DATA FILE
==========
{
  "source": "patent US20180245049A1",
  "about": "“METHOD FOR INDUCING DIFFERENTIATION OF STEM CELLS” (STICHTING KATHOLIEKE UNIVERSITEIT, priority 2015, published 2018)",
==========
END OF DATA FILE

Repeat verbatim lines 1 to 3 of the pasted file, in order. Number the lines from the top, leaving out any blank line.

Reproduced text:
{
  "source": "patent US20180245049A1",
  "about": "“METHOD FOR INDUCING DIFFERENTIATION OF STEM CELLS” (STICHTING KATHOLIEKE UNIVERSITEIT, priority 2015, published 2018)",